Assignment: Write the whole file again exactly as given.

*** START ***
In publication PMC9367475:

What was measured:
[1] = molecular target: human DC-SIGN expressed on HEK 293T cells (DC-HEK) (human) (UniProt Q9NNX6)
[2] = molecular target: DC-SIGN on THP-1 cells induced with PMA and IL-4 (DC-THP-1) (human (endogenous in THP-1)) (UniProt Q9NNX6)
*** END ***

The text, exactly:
In publication PMC9367475:

What was measured:
[1] = molecular target: human DC-SIGN expressed on HEK 293T cells (DC-HEK) (human) (UniProt Q9NNX6)
[2] = molecular target: DC-SIGN on THP-1 cells induced with PMA and IL-4 (DC-THP-1) (human (endogenous in THP-1)) (UniProt Q9NNX6)